The Research Stage

Is it a case of ‘once a teacher, always a teacher’, I wonder?

One of the things I aim for in my books is to educate, or to at least provide space for learning and discussion. Michelle and the Bumblebee is an example of this.front cover 2

When I agreed to write the story, I wanted to complement the true story with accurate pictures. I was surprised at how little I knew about the bumblebee. I had painted them from “life” (actually from corpses I had found in my garden) many years ago, but couldn’t remember the details. How many segments are there in the bumblebee’s legs? Which way do its ‘knees’ work? How many stripes does it have? Are the stripes all the same colour? Is it ‘bumblebee’ or ‘bumble bee’?

I enjoyed the research, which started a little like this:

bee details

As the story developed I also tried to give Mr Bumble Bee a persona. He became more of a cartoon sketch, his stripes became more random as his face took on more expression and his wings varied in size to create the effect I wanted. bee face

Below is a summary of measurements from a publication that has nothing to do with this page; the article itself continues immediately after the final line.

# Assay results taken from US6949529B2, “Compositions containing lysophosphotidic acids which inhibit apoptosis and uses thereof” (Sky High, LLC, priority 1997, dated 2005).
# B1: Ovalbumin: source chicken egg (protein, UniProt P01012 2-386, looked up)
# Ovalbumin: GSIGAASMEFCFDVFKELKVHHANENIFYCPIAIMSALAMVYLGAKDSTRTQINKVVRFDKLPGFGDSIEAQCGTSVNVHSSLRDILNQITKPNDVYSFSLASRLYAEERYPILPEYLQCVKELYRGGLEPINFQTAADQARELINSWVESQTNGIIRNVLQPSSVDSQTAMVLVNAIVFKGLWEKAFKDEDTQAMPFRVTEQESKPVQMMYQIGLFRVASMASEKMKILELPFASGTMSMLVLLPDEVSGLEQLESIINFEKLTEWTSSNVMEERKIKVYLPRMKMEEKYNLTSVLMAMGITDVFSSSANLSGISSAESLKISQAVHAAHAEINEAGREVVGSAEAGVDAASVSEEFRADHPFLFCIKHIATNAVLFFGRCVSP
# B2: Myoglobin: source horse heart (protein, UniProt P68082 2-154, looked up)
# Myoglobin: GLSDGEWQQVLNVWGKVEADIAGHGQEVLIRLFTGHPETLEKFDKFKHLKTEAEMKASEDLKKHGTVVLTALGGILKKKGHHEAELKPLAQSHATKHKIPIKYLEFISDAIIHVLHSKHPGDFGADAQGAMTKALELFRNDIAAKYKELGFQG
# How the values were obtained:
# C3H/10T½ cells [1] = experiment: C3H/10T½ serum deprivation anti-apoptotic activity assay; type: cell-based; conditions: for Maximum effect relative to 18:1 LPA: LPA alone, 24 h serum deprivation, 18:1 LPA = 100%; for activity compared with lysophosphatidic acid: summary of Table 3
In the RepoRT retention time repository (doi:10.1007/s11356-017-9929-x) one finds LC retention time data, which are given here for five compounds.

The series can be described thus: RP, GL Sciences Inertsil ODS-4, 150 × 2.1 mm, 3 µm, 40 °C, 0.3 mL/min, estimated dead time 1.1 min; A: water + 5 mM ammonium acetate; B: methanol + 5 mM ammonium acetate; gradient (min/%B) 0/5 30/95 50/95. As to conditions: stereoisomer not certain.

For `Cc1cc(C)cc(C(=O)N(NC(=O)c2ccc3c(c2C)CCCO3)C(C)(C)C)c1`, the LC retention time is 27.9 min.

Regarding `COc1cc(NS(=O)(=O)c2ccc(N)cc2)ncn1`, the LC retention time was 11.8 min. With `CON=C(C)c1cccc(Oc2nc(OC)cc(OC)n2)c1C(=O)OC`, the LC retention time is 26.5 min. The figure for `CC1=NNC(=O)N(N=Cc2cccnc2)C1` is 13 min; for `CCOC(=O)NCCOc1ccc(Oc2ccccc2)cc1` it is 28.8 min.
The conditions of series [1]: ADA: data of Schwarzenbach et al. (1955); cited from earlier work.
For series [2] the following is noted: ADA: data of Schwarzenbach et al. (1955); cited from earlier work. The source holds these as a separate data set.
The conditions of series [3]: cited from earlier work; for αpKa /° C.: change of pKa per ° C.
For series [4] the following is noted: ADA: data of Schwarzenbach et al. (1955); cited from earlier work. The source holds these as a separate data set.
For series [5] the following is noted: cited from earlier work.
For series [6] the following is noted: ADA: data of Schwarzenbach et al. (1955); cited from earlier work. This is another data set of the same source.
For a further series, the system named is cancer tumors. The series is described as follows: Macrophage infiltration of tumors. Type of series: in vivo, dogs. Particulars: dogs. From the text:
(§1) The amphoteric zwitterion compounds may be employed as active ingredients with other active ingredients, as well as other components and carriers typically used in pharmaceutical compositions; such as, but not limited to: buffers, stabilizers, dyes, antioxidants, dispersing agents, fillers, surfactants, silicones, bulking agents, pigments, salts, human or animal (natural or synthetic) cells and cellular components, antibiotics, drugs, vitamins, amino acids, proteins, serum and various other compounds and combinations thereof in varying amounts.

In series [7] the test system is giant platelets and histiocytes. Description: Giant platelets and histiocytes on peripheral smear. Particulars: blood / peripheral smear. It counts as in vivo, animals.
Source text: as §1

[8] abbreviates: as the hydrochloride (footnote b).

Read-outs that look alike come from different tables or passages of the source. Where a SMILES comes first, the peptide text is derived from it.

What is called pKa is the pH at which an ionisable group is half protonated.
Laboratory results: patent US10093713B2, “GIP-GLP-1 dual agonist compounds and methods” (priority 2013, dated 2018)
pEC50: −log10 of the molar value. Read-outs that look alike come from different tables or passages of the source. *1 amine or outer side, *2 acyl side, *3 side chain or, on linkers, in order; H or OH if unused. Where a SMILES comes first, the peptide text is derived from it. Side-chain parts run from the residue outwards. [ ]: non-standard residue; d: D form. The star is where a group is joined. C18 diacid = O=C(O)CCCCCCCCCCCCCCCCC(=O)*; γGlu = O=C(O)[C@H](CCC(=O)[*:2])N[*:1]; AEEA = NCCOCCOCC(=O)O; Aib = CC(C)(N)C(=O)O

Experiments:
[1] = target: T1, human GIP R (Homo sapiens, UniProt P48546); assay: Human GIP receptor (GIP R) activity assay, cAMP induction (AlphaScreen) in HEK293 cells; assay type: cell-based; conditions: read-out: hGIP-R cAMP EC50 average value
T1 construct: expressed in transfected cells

Despite this evolution, I kept the details of his body structure and legs accurate.

blog

The teacher in me also had the last word. I concluded the story with a diagram illustrating the pollination cycle, and gave the last illustrated page to a realistic bumblebee.

bee small for blog

All of the illustrations were fun, but this last one was the illustration I enjoyed the most.

Three titles released today!

Today is a “Red Letter” day for Little Goat Books. An independent publisher using the Print-on-Demand services of Lulu.com,

Little Goat Books proudly announces that the first three titles produced for 2015 are now available (online only).

Front cover, The Lost Happy
The Lost Happy

Available now: http://www.lulu.com/spotlight/littlegoatbooks

front cover final
Michelle and the Bumblebee

Available now: http://www.lulu.com/spotlight/littlegoatbooks

blog Bath book
When Mum Fell Asleep in the Bath

 Available now: http://www.lulu.com/spotlight/littlegoatbooks